Information systems are large repositories of factual and inferential knowledge intended to be queried and maintained by a wide variety of users with different backgrounds and work tasks. The community of potential information system users is growing rapidly with advances in hardware and software technology that permit computer/communications support for more and more application areas. Unfortunately, it is often felt that progress in user interface technology has not quite matched that of other areas. Technical solutions such as computer graphics, natural language processing, or man-machine-man communications in office systems are not enough by themselves. They should be complemented by system features that ensure cooperative behavior of the interfaces, thus reducing the training and usage effort required for successful interaction. In analogy to a human dialog partner, we call an interface cooperative if it does not just accept user requests passively or answer them literally, but actively attempts to understand the users' intentions and to help them solve their applica tion problems. This leads to the central question addressed by this book: What makes an information systems interface cooperative, and how do we provide capabilities leading to cooperative interfaces? Many answers are possible. A first aspect concerns the formulation and accep tance of user requests. Many researchers assume that such requests should be formulated in natural language.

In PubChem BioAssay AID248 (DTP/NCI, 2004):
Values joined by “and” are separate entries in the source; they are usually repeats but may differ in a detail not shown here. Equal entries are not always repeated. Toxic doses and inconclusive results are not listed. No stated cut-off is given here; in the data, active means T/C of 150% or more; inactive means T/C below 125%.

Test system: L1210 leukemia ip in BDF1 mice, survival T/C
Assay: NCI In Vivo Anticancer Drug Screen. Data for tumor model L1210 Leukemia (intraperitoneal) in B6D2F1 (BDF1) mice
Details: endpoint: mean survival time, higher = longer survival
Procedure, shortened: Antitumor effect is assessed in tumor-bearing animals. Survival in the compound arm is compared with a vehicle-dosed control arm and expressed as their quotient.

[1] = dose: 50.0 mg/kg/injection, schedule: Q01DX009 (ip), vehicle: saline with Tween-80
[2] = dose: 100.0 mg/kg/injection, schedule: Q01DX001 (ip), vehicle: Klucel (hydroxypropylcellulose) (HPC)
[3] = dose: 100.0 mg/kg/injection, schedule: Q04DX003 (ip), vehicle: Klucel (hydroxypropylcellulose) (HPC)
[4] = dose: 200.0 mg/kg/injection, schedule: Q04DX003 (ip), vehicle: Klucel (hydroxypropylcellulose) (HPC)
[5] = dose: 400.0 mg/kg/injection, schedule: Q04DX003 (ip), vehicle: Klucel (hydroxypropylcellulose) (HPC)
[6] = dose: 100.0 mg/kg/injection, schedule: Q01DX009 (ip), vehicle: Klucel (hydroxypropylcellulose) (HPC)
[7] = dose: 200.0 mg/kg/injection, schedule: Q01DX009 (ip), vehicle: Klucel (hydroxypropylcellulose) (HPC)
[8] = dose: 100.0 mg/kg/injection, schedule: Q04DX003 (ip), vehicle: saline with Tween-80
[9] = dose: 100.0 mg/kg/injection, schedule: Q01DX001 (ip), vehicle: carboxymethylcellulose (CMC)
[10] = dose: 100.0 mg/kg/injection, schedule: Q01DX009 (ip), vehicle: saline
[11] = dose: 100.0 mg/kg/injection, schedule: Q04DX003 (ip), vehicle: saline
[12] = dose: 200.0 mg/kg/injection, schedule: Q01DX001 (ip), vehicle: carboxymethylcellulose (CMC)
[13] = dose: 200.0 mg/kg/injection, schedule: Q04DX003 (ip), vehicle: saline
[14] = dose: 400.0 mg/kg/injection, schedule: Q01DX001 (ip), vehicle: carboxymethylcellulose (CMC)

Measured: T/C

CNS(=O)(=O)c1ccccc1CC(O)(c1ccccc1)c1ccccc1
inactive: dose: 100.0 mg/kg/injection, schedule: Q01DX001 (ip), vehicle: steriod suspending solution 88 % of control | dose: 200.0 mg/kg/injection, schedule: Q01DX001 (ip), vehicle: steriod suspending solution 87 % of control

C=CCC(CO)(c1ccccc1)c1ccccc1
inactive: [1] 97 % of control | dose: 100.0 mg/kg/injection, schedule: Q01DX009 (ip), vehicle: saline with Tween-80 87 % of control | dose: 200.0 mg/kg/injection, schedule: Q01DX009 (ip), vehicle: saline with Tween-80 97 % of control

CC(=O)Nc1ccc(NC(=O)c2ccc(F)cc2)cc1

|Rating||4/5 (75 users)|